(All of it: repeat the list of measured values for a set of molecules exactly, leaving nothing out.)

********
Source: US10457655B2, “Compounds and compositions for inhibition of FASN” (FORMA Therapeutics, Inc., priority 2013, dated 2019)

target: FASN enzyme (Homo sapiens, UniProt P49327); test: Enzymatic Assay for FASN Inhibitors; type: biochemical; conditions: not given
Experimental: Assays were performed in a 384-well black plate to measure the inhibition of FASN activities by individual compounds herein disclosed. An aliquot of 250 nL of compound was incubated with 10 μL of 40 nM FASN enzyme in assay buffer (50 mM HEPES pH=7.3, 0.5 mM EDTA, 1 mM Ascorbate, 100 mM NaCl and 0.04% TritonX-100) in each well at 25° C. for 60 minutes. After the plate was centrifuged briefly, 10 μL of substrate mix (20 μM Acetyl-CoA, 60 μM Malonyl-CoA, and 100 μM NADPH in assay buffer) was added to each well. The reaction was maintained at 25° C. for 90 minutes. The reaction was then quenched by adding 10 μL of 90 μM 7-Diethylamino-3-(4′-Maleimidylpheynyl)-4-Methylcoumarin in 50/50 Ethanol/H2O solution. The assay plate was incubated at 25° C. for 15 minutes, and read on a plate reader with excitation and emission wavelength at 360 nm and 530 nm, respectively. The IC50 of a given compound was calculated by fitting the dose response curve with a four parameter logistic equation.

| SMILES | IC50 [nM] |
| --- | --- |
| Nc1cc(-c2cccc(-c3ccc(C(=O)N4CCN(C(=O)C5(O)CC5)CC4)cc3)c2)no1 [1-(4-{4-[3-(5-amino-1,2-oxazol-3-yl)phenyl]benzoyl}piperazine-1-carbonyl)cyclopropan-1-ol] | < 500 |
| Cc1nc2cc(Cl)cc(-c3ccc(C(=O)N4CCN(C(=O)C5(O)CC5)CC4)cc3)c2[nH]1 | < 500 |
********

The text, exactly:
Source: US10457655B2, “Compounds and compositions for inhibition of FASN” (FORMA Therapeutics, Inc., priority 2013, dated 2019)

target: FASN enzyme (Homo sapiens, UniProt P49327); test: Enzymatic Assay for FASN Inhibitors; type: biochemical; conditions: not given
Experimental: Assays were performed in a 384-well black plate to measure the inhibition of FASN activities by individual compounds herein disclosed. An aliquot of 250 nL of compound was incubated with 10 μL of 40 nM FASN enzyme in assay buffer (50 mM HEPES pH=7.3, 0.5 mM EDTA, 1 mM Ascorbate, 100 mM NaCl and 0.04% TritonX-100) in each well at 25° C. for 60 minutes. After the plate was centrifuged briefly, 10 μL of substrate mix (20 μM Acetyl-CoA, 60 μM Malonyl-CoA, and 100 μM NADPH in assay buffer) was added to each well. The reaction was maintained at 25° C. for 90 minutes. The reaction was then quenched by adding 10 μL of 90 μM 7-Diethylamino-3-(4′-Maleimidylpheynyl)-4-Methylcoumarin in 50/50 Ethanol/H2O solution. The assay plate was incubated at 25° C. for 15 minutes, and read on a plate reader with excitation and emission wavelength at 360 nm and 530 nm, respectively. The IC50 of a given compound was calculated by fitting the dose response curve with a four parameter logistic equation.

| SMILES | IC50 [nM] |
| --- | --- |
| Nc1cc(-c2cccc(-c3ccc(C(=O)N4CCN(C(=O)C5(O)CC5)CC4)cc3)c2)no1 [1-(4-{4-[3-(5-amino-1,2-oxazol-3-yl)phenyl]benzoyl}piperazine-1-carbonyl)cyclopropan-1-ol] | < 500 |
| Cc1nc2cc(Cl)cc(-c3ccc(C(=O)N4CCN(C(=O)C5(O)CC5)CC4)cc3)c2[nH]1 | < 500 |